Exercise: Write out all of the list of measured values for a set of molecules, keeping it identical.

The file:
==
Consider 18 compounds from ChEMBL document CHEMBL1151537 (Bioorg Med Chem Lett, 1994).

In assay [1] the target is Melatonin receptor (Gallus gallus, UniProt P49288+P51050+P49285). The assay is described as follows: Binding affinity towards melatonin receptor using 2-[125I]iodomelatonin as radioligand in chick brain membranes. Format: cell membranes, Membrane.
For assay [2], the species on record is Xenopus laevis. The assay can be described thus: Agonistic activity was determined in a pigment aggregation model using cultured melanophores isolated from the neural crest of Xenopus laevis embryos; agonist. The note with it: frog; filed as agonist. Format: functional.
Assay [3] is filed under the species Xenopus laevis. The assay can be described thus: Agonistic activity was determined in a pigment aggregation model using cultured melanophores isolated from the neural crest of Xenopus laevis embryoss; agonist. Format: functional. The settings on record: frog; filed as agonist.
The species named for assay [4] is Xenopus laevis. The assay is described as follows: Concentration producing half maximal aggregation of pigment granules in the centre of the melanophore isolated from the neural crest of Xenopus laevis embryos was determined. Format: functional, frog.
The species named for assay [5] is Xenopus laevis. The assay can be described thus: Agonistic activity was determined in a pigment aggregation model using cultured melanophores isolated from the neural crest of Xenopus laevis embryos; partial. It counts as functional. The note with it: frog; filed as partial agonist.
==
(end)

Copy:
Consider 18 compounds from ChEMBL document CHEMBL1151537 (Bioorg Med Chem Lett, 1994).

In assay [1] the target is Melatonin receptor (Gallus gallus, UniProt P49288+P51050+P49285). The assay is described as follows: Binding affinity towards melatonin receptor using 2-[125I]iodomelatonin as radioligand in chick brain membranes. Format: cell membranes, Membrane.
For assay [2], the species on record is Xenopus laevis. The assay can be described thus: Agonistic activity was determined in a pigment aggregation model using cultured melanophores isolated from the neural crest of Xenopus laevis embryos; agonist. The note with it: frog; filed as agonist. Format: functional.
Assay [3] is filed under the species Xenopus laevis. The assay can be described thus: Agonistic activity was determined in a pigment aggregation model using cultured melanophores isolated from the neural crest of Xenopus laevis embryoss; agonist. Format: functional. The settings on record: frog; filed as agonist.
The species named for assay [4] is Xenopus laevis. The assay is described as follows: Concentration producing half maximal aggregation of pigment granules in the centre of the melanophore isolated from the neural crest of Xenopus laevis embryos was determined. Format: functional, frog.
The species named for assay [5] is Xenopus laevis. The assay can be described thus: Agonistic activity was determined in a pigment aggregation model using cultured melanophores isolated from the neural crest of Xenopus laevis embryos; partial. It counts as functional. The note with it: frog; filed as partial agonist.